This is part one of a two-part series reviewing the Reviving the Islamic Spirit Convention. Stay tuned tomorrow for part two!
This year’s Reviving the Islamic Spirit (RIS) Convention was held in Toronto from December 25-27, 2009. Those of you who have been reading MMW for a while might remember my reflections on it last year (in which I praised the conference, but lamented the very small number of female speakers), and my reflections on the joint RIS-ISNA Canada conference that happened last summer (in which–get this!–I praised the conference but lamented the very small number of female speakers.) This year’s convention was a significant improvement in many areas of the gender discussion, although there is still work to do.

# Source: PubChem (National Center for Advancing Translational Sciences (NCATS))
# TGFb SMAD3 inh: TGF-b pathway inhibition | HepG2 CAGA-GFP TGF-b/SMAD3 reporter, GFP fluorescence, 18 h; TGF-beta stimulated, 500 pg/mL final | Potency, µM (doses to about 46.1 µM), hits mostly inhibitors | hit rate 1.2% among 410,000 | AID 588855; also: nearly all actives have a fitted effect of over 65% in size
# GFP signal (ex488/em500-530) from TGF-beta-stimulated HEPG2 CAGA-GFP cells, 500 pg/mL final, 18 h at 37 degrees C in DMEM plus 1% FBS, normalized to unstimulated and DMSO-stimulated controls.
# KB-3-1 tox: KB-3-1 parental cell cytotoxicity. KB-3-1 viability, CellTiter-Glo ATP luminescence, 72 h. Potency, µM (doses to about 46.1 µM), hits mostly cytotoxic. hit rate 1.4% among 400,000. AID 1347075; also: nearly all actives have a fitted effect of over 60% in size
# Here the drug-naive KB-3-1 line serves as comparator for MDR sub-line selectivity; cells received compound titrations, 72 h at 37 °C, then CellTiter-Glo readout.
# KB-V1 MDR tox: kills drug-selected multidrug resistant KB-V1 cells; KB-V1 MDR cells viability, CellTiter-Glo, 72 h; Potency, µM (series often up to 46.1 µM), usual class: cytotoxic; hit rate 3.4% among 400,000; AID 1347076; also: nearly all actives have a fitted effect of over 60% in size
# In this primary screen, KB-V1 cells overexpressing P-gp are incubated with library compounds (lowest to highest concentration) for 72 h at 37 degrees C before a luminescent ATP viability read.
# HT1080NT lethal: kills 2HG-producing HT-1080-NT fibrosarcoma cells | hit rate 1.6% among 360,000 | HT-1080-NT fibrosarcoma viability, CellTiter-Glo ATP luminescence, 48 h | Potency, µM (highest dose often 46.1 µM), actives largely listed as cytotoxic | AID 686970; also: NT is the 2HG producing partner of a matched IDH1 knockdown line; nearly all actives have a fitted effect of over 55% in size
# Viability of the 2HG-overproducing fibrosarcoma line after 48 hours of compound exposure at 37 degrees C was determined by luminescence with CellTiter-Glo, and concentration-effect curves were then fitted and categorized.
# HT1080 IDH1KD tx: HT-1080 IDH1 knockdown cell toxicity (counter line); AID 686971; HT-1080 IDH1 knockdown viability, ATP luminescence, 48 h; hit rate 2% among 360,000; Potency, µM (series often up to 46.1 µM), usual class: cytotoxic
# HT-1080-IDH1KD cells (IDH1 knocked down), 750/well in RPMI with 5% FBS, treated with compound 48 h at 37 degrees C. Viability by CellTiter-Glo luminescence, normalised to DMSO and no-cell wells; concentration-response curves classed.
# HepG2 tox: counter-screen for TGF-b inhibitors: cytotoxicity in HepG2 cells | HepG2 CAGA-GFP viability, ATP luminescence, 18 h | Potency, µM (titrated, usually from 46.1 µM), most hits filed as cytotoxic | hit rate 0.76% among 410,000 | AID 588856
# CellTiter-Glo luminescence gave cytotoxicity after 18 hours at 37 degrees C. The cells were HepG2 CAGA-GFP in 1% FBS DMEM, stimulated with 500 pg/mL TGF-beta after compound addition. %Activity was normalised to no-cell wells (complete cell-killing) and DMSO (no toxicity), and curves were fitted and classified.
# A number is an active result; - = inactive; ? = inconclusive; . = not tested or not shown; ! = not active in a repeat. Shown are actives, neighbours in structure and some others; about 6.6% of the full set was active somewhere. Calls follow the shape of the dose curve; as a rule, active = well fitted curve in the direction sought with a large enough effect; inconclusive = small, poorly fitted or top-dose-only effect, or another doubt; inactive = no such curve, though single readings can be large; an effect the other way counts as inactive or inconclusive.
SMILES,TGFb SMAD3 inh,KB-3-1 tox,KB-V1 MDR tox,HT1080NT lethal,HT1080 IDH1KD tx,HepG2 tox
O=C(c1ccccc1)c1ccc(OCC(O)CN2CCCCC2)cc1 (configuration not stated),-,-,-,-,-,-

Before I go further, I want to be clear that this is always a very impressive conference, with a lot of inspiring speakers from very well educated scholars. I always hear a big range of estimates of how many people attend, but I think this year’s attendance was around 15,000, which is pretty huge, and makes it a great way to meet other Muslims from here and abroad (including MMW‘s Safiyyah, who came all the way from South Africa!). A whole lot of people work hard every year to make this conference happen, and their effort is much appreciated. I’m saying this because I want to make a distinction between pointing out the flaws or areas for improvement versus giving a negative impression of it altogether. I loved the conference, and I’m glad I went, but none of this means that it can’t be pushed harder to include an even more representative roster of speakers.